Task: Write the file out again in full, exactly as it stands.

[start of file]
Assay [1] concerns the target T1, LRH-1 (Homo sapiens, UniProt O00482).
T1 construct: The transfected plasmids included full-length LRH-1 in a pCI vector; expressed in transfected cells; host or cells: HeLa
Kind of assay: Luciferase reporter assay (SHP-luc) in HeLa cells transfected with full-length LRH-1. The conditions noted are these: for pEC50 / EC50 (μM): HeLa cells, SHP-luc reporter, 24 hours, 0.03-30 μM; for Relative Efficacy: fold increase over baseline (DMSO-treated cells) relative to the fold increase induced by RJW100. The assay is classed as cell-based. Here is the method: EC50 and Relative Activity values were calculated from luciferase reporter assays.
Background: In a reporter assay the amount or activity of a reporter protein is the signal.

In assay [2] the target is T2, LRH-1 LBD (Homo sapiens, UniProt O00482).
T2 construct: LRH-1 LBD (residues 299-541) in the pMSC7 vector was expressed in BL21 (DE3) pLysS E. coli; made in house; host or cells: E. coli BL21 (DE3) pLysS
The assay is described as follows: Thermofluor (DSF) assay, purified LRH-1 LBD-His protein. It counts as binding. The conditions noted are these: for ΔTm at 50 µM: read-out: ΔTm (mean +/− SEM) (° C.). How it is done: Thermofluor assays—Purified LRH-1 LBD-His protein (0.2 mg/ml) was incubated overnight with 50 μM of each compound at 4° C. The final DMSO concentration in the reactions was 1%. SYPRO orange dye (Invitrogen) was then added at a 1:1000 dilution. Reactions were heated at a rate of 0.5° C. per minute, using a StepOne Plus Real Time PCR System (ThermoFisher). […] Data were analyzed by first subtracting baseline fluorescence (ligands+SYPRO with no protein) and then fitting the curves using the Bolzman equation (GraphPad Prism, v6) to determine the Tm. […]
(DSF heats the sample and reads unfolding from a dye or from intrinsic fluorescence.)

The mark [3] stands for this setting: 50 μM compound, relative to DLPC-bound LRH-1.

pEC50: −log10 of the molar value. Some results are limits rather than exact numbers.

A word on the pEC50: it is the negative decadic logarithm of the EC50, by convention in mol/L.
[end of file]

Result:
Assay [1] concerns the target T1, LRH-1 (Homo sapiens, UniProt O00482).
T1 construct: The transfected plasmids included full-length LRH-1 in a pCI vector; expressed in transfected cells; host or cells: HeLa
Kind of assay: Luciferase reporter assay (SHP-luc) in HeLa cells transfected with full-length LRH-1. The conditions noted are these: for pEC50 / EC50 (μM): HeLa cells, SHP-luc reporter, 24 hours, 0.03-30 μM; for Relative Efficacy: fold increase over baseline (DMSO-treated cells) relative to the fold increase induced by RJW100. The assay is classed as cell-based. Here is the method: EC50 and Relative Activity values were calculated from luciferase reporter assays.
Background: In a reporter assay the amount or activity of a reporter protein is the signal.

In assay [2] the target is T2, LRH-1 LBD (Homo sapiens, UniProt O00482).
T2 construct: LRH-1 LBD (residues 299-541) in the pMSC7 vector was expressed in BL21 (DE3) pLysS E. coli; made in house; host or cells: E. coli BL21 (DE3) pLysS
The assay is described as follows: Thermofluor (DSF) assay, purified LRH-1 LBD-His protein. It counts as binding. The conditions noted are these: for ΔTm at 50 µM: read-out: ΔTm (mean +/− SEM) (° C.). How it is done: Thermofluor assays—Purified LRH-1 LBD-His protein (0.2 mg/ml) was incubated overnight with 50 μM of each compound at 4° C. The final DMSO concentration in the reactions was 1%. SYPRO orange dye (Invitrogen) was then added at a 1:1000 dilution. Reactions were heated at a rate of 0.5° C. per minute, using a StepOne Plus Real Time PCR System (ThermoFisher). […] Data were analyzed by first subtracting baseline fluorescence (ligands+SYPRO with no protein) and then fitting the curves using the Bolzman equation (GraphPad Prism, v6) to determine the Tm. […]
(DSF heats the sample and reads unfolding from a dye or from intrinsic fluorescence.)

The mark [3] stands for this setting: 50 μM compound, relative to DLPC-bound LRH-1.

pEC50: −log10 of the molar value. Some results are limits rather than exact numbers.

A word on the pEC50: it is the negative decadic logarithm of the EC50, by convention in mol/L.